Search tips
Search criteria

Results 1-25 (4516)

Clipboard (0)

Select a Filter Below

more »
Year of Publication
more »
2.  Correction 
Biochemistry  2014;53(7):1239.
PMCID: PMC4090034
3.  Cancer/Testis Antigen PAGE4, a Regulator of c-Jun Transactivation, Is Phosphorylated by Homeodomain-Interacting Protein Kinase 1, a Component of the Stress-Response Pathway 
Biochemistry  2014;53(10):1670-1679.
Prostate-associated gene 4 (PAGE4) is a cancer/testis antigen that is typically restricted to the testicular germ cells but is aberrantly expressed in cancer. Furthermore, PAGE4 is developmentally regulated with dynamic expression patterns in the developing prostate and is also a stress-response protein that is upregulated in response to cellular stress. PAGE4 interacts with c-Jun, which is activated by the stress-response kinase JNK1, and plays an important role in the development and pathology of the prostate gland. Here, we have identified homeodomain-interacting protein kinase 1 (HIPK1), also a component of the stress-response pathway, as a kinase that phosphorylates PAGE4 at T51. We show that phosphorylation of PAGE4 is critical for its transcriptional activity since mutating this T residue abolishes its ability to potentiate c-Jun transactivation. In vitro single molecule FRET indicates phosphorylation results in compaction of (still) intrinsically disordered PAGE4. Interestingly, however, while our previous observations indicated that the wild-type nonphosphorylated PAGE4 protein interacted with c-Jun [RajagopalanK. et al. (2014) Biochim, Biophys. Acta1842, 154−16324263171], here we show that phosphorylation of PAGE4 weakens its interaction with c-Jun in vitro. These data suggest that phosphorylation induces conformational changes in natively disordered PAGE4 resulting in its decreased affinity for c-Jun to promote interaction of c-Jun with another, unidentified, partner. Alternatively, phosphorylated PAGE4 may induce transcription of a novel partner, which then potentiates c-Jun transactivation. Regardless, the present results clearly implicate PAGE4 as a component of the stress-response pathway and uncover a novel link between components of this pathway and prostatic development and disease.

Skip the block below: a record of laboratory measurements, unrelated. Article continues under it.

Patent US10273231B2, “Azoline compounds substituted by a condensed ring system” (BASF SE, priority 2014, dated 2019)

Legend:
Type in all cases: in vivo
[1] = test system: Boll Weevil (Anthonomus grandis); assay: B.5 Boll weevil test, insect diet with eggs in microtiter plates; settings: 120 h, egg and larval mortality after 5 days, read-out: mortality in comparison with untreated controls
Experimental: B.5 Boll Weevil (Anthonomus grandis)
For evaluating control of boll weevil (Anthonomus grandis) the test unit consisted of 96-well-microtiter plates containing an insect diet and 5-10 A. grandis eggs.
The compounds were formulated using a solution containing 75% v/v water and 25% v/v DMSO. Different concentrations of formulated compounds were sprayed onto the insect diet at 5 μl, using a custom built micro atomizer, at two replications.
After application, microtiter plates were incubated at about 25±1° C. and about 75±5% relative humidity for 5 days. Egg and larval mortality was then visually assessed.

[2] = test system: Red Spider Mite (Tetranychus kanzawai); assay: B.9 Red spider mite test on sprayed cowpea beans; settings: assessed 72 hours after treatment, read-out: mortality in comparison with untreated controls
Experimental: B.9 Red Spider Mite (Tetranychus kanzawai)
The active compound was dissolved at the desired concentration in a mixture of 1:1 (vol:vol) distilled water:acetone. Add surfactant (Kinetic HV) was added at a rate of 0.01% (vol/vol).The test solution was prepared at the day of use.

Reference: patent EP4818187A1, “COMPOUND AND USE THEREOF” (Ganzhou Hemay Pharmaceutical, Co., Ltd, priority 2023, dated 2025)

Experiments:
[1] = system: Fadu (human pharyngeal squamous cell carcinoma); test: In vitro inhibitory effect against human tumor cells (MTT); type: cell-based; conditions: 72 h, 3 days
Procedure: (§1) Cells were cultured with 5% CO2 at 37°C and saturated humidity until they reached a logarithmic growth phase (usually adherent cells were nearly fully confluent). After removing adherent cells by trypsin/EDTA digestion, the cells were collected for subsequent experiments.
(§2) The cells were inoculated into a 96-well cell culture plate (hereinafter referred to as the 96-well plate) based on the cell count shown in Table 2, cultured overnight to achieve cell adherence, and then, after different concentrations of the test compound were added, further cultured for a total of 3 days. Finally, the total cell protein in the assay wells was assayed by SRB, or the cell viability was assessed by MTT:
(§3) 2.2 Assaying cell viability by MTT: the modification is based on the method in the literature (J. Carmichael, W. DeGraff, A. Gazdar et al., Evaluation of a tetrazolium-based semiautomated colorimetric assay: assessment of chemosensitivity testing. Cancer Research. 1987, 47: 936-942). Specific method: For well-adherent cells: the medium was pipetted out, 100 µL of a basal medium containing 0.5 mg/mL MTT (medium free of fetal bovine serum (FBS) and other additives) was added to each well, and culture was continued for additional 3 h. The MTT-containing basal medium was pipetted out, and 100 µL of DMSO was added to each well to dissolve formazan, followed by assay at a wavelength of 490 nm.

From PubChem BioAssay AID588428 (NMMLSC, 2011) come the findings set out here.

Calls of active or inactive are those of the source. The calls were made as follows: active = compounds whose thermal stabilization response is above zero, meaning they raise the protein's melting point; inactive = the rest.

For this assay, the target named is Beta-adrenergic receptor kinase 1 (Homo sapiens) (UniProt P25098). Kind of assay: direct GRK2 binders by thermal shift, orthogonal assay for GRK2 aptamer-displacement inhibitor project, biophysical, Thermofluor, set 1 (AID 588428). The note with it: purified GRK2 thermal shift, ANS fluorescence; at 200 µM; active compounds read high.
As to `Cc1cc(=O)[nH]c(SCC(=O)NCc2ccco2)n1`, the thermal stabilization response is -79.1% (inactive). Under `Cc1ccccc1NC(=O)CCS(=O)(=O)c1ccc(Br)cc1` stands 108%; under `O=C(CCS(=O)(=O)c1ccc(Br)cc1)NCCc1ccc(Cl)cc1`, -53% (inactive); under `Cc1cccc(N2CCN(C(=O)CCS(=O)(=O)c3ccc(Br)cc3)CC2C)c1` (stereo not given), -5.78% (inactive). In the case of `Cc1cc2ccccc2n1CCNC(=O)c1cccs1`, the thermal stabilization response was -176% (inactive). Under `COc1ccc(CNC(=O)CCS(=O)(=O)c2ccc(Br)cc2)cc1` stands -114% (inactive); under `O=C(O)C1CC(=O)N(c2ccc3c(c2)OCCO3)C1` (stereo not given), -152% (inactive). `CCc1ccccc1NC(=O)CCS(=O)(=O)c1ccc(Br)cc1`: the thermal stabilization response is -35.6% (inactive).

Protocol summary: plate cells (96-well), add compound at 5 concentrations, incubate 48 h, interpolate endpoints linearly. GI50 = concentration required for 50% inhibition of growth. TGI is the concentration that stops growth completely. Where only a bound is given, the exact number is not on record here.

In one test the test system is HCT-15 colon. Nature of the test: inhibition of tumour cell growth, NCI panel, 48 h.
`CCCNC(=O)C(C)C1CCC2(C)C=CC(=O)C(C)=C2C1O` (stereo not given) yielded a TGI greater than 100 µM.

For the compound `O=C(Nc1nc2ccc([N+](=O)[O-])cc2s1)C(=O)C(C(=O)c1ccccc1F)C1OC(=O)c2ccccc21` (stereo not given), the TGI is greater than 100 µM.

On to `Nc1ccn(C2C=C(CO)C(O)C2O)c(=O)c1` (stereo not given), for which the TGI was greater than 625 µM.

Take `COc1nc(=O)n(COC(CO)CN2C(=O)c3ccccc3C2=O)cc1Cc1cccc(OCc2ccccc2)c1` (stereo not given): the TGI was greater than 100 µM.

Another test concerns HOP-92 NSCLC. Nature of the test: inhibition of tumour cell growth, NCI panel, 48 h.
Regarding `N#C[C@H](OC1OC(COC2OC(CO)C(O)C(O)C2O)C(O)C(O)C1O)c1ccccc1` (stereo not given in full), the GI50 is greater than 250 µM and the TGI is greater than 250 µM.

PMCID: PMC4198062  PMID: 24559171
4.  Single-Molecule Studies Reveal a Hidden Key Step in the Activation Mechanism of Membrane-Bound Protein Kinase C-α 
Biochemistry  2014;53(10):1697-1713.
Protein kinase C-α (PKCα) is a member of the conventional family of protein kinase C isoforms (cPKCs) that regulate diverse cellular signaling pathways, share a common activation mechanism, and are linked to multiple pathologies. The cPKC domain structure is modular, consisting of an N-terminal pseudosubstrate peptide, two inhibitory domains (C1A and C1B), a targeting domain (C2), and a kinase domain. Mature, cytoplasmic cPKCs are inactive until they are switched on by a multistep activation reaction that occurs largely on the plasma membrane surface. Often, this activation begins with a cytoplasmic Ca2+ signal that triggers C2 domain targeting to the plasma membrane where it binds phosphatidylserine (PS) and phosphatidylinositol 4,5-bisphosphate (PIP2). Subsequently, the appearance of the signaling lipid diacylglycerol (DAG) activates the membrane-bound enzyme by recruiting the inhibitory pseudosubstrate and one or both C1 domains away from the kinase domain. To further investigate this mechanism, this study has utilized single-molecule total internal reflection fluorescence microscopy (TIRFM) to quantitate the binding and lateral diffusion of full-length PKCα and fragments missing specific domain(s) on supported lipid bilayers. Lipid binding events, and events during which additional protein is inserted into the bilayer, were detected by their effects on the equilibrium bound particle density and the two-dimensional diffusion rate. In addition to the previously proposed activation steps, the findings reveal a major, undescribed, kinase-inactive intermediate. On bilayers containing PS or PS and PIP2, full-length PKCα first docks to the membrane via its C2 domain, and then its C1A domain embeds itself in the bilayer even before DAG appears. The resulting pre-DAG intermediate with membrane-bound C1A and C2 domains is the predominant state of PKCα while it awaits the DAG signal. The newly detected, membrane-embedded C1A domain of this pre-DAG intermediate confers multiple useful features, including enhanced membrane affinity and longer bound state lifetime. The findings also identify the key molecular step in kinase activation: because C1A is already membrane-embedded in the kinase off state, recruitment of C1B to the bilayer by DAG or phorbol ester is the key regulatory event that stabilizes the kinase on state. More broadly, this study illustrates the power of single-molecule methods in elucidating the activation mechanisms and hidden regulatory states of membrane-bound signaling proteins.
PMCID: PMC3971957  PMID: 24559055
5.  Electron-Transfer Pathways in the Heme and Quinone-Binding Domain of Complex II (Succinate Dehydrogenase) 
Biochemistry  2014;53(10):1637-1646.